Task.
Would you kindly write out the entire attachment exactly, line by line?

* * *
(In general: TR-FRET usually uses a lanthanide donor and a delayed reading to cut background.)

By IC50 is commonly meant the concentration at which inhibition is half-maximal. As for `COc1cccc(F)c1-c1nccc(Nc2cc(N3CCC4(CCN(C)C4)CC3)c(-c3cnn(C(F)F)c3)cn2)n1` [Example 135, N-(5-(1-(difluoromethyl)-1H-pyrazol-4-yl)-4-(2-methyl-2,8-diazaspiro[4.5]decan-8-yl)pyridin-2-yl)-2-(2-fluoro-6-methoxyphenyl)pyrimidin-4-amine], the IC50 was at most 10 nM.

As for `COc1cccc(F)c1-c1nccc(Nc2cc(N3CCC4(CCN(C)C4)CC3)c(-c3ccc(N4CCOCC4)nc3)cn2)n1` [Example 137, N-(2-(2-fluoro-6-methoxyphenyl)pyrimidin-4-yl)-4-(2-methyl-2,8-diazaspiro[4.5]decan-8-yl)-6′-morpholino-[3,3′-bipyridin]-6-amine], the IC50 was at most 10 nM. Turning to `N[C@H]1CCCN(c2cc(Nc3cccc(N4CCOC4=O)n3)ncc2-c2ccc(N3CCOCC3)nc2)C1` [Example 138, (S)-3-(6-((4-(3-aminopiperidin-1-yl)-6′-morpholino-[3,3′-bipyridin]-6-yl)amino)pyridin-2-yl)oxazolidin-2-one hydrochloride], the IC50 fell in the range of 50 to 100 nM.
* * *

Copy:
(In general: TR-FRET usually uses a lanthanide donor and a delayed reading to cut background.)

By IC50 is commonly meant the concentration at which inhibition is half-maximal. As for `COc1cccc(F)c1-c1nccc(Nc2cc(N3CCC4(CCN(C)C4)CC3)c(-c3cnn(C(F)F)c3)cn2)n1` [Example 135, N-(5-(1-(difluoromethyl)-1H-pyrazol-4-yl)-4-(2-methyl-2,8-diazaspiro[4.5]decan-8-yl)pyridin-2-yl)-2-(2-fluoro-6-methoxyphenyl)pyrimidin-4-amine], the IC50 was at most 10 nM.

As for `COc1cccc(F)c1-c1nccc(Nc2cc(N3CCC4(CCN(C)C4)CC3)c(-c3ccc(N4CCOCC4)nc3)cn2)n1` [Example 137, N-(2-(2-fluoro-6-methoxyphenyl)pyrimidin-4-yl)-4-(2-methyl-2,8-diazaspiro[4.5]decan-8-yl)-6′-morpholino-[3,3′-bipyridin]-6-amine], the IC50 was at most 10 nM. Turning to `N[C@H]1CCCN(c2cc(Nc3cccc(N4CCOC4=O)n3)ncc2-c2ccc(N3CCOCC3)nc2)C1` [Example 138, (S)-3-(6-((4-(3-aminopiperidin-1-yl)-6′-morpholino-[3,3′-bipyridin]-6-yl)amino)pyridin-2-yl)oxazolidin-2-one hydrochloride], the IC50 fell in the range of 50 to 100 nM.